Economic Crash Puts Putin's 'New Russia' Dream On Hold

Vladimir Putin had dreamt of building a "New Russia" that included parts of Ukraine. But bogged down rebels and a tanking ruble could end that.
Posted at 9:16 AM, Dec 27, 2014

"Peace" in Ukraine looks a lot like war.

About 4,700 people have been killed in fighting between Ukraine and Russian-backed militants — Euronews says a quarter of those deaths have come after a cease-fire agreement in September.

Despite gains by Ukraine's armed forces, Russian militants still control Donetsk and Luhansk, major cities in the country's east. And that's where fighting in recent months has focused. (Image via Google)

Though as we noted Friday, the weekend did bring a positive development: Ukraine's biggest prisoner swap yet. (Video via Al Jazeera)

“As the president and as an ordinary citizen my heart is full of joy," Ukrainian President Petro Poroshenko told newly freed prisoners, filmed by Sky News"As promised you’ll be able to celebrate New Year with your families and military friends. That’s what we’ve been waiting for so long."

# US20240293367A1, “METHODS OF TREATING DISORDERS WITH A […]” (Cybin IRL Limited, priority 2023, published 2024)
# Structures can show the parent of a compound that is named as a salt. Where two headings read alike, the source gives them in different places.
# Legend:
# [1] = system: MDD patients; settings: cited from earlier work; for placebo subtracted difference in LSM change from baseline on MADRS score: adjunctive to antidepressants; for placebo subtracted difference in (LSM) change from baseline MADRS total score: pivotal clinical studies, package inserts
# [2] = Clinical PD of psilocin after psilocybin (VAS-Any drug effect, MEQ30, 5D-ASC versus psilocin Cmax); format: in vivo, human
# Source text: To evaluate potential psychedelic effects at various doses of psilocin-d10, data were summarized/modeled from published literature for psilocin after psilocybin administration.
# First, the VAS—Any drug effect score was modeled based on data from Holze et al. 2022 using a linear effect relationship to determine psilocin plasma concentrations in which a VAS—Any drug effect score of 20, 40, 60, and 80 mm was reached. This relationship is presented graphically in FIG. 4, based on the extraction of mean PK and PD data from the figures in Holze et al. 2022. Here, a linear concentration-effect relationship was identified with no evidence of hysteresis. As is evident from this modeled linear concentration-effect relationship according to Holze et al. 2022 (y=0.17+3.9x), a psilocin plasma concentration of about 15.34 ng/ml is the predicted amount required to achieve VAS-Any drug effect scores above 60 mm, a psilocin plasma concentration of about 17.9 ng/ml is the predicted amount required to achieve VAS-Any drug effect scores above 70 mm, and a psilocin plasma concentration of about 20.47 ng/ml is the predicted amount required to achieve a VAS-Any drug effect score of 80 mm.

Vladimir Putin had dreamt of restoring Novorossiya, something The Guardian describes as "a historically fictitious pseudo-state." It would basically encompass Russian speaking peoples in the east and south of Ukraine. But now Putin has other concerns.

"Plummeting oil prices backing President Vladimir Putin into a corner," Fox Business reported.

Russia's ruble crisis and an economic crash brought on by illegal maneuvering in Ukraine has put dreams of a "New Russia" on hold. 

And actually, Putin's attempt to swallow Ukraine has only pushed it further away. In 2012, only one in five Ukrainians supported joining NATO. This summer, that had support from about half of Ukrainians surveyed. And Tuesday, Ukraine voted away its neutral status on NATO.

This video includes images from Getty Images and music from Chris Zabriskie CC BY 4.0.